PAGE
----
Tuesday, January 13, 2015

What is wrong with the National Front?

It seems apart from the plunging price of oil the FT seems replete instead with warning about democracy. I intensely dislike and distrust nationalism (apathy/dislike for the "Other") while I condone patriotism (love of one's Own).

However I don't think Europe is going to slip towards fascism anytime soon in the forseeable future. I don't even think it's viable or tenable to deport illegal immigrants however there has to be a control on future entries and manage the process.

Immigration has to be revamped that the developed countries of the world (West + Japan) need to synchronize their borders. As an example how many Americans would really want to move to Japan and settle there, or vice versa. I once read an Israeli economies write in the International Herald Tribune (essentially the NY Times) that unless incomes were 3x greater most populations would not immigrate.

As borders become more fluid it makes sense to plan for the eventuality of a more federated and united world. We are leaving the age of a Single Hegemon (with mixed results) towards a more equitable system. Transnational cultural groupings will take on much more significance than before however we must also begin to have a much fairer system.

The West (& Japan) have aging populations and overloaded pensions as a upcoming crisis. The answer is not more immigrants (because they themselves will ultimately age) but for pensioners to start migrating Southward (to found their own OAP colonies so to speak). Desirable locations around the world can become huge hubs for aging baby boomers where they will also be able to take advantage of purchasing power parity. Tourism and other industries would be built on the back of that (as families come to visit etc) and it would create huge employment opportunities in the South (for carers, companions etc).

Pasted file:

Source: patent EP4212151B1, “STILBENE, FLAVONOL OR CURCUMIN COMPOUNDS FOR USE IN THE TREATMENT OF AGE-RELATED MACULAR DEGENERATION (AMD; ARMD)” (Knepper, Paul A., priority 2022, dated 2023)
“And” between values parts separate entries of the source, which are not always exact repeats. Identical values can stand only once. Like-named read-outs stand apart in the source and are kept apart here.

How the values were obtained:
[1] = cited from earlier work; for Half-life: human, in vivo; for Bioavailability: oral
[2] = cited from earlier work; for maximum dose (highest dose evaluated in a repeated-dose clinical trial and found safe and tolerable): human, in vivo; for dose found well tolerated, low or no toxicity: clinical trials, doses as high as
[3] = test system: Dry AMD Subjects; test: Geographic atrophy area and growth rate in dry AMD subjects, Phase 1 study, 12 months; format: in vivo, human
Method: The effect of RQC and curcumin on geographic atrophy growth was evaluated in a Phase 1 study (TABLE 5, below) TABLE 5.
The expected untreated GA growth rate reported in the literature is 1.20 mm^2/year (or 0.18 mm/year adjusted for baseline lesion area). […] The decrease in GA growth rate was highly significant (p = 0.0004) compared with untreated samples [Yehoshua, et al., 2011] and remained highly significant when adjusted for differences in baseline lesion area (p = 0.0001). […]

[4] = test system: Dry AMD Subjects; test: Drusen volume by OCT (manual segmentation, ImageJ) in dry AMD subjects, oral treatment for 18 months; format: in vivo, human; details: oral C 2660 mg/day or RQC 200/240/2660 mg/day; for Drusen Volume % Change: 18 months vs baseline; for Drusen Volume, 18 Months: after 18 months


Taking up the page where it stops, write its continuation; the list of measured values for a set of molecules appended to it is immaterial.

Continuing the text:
Other than that it would also have an excellent environment impact as these compact colonies would essentially transfer from high emission producing regions to lower emission producing regions.

This is the migration that needs to happen not the one that's currently occurring where the brain drain depletes the middle class in the Rest and squeezes the native middle class in the West. The first retirement colony will then start a wave (I know they are trying that in the Phillipines & Japan).

In this manner the West & Japan can ease into smaller more amalgamated populations (probably followed by countries that are becoming wealthier and aging) while also becoming much more capital intensive (and preserving high wages, low employment). The Rest will benefit from the spin-off of compacting Prosperity Sphere.

There is nothing wrong whatsoever with declining populations as long as cultural coherency remains in tact. The mistake right now in the West is that natives have a low fertility rate coupled with immigration creates a huge amount of societal imbalance. In a globalising world high wages can eventually be found everywhere (and even where wages are not high PPP can ensure that it's more lucrative staying back rather than immigrating).

At that point support for the far-right will begin to precipitously decline as citizens and individuals begin to use globalisation to their advantage.


http://www.philstar.com/cebu-business/2013/01/08/894596/japanese-retirees-eyeing-cebu-retirement-hub

http://www.bloomberg.com/news/2012-09-13/aging-baby-boomers-face-losing-care-as-filipinos-go-home.html

By now, the Philippines should have retirement villages for Americans because English is widely spoken. Instead, Americans are going to Spanish-speaking Mexico.

US Census 2010 estimates approximately 2.5 million citizens and legal permanent residents of Philippine ancestry.

One nongovernment survey claims 200,000 Fil-Am senior citizens would really like to retire in the Philippines, but they won’t.

Unlike Social Security, which you can take anywhere, Medicare stops at the border. Fil-Ams are afraid to return home without medical insurance. Another survey calculates that more than one million American seniors have homes in Mexico. The popularity of Mexico as a retirement destination is because you can simply cross the border back to the US for medical treatment.

http://asianjournalusa.com/american-retirees-the-next-big-business-for-the-philippines-p12342-114.htm